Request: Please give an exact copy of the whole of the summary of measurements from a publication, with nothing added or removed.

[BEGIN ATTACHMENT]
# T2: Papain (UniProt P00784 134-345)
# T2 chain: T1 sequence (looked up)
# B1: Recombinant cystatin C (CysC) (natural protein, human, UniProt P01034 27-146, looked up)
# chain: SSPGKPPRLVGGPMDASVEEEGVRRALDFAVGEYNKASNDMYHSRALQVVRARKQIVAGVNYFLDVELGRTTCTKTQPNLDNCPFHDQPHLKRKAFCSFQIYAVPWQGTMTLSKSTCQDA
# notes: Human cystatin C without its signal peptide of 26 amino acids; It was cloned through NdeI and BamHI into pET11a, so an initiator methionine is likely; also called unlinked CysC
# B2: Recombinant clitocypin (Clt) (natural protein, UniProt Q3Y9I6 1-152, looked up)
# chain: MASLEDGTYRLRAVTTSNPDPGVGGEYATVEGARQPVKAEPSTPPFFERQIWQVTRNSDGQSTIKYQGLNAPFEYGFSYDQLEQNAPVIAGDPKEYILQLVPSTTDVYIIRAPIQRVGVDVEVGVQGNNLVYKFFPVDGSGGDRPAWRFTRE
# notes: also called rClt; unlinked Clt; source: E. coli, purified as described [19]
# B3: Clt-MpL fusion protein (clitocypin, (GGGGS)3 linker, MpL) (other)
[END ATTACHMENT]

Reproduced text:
# T2: Papain (UniProt P00784 134-345)
# T2 chain: T1 sequence (looked up)
# B1: Recombinant cystatin C (CysC) (natural protein, human, UniProt P01034 27-146, looked up)
# chain: SSPGKPPRLVGGPMDASVEEEGVRRALDFAVGEYNKASNDMYHSRALQVVRARKQIVAGVNYFLDVELGRTTCTKTQPNLDNCPFHDQPHLKRKAFCSFQIYAVPWQGTMTLSKSTCQDA
# notes: Human cystatin C without its signal peptide of 26 amino acids; It was cloned through NdeI and BamHI into pET11a, so an initiator methionine is likely; also called unlinked CysC
# B2: Recombinant clitocypin (Clt) (natural protein, UniProt Q3Y9I6 1-152, looked up)
# chain: MASLEDGTYRLRAVTTSNPDPGVGGEYATVEGARQPVKAEPSTPPFFERQIWQVTRNSDGQSTIKYQGLNAPFEYGFSYDQLEQNAPVIAGDPKEYILQLVPSTTDVYIIRAPIQRVGVDVEVGVQGNNLVYKFFPVDGSGGDRPAWRFTRE
# notes: also called rClt; unlinked Clt; source: E. coli, purified as described [19]
# B3: Clt-MpL fusion protein (clitocypin, (GGGGS)3 linker, MpL) (other)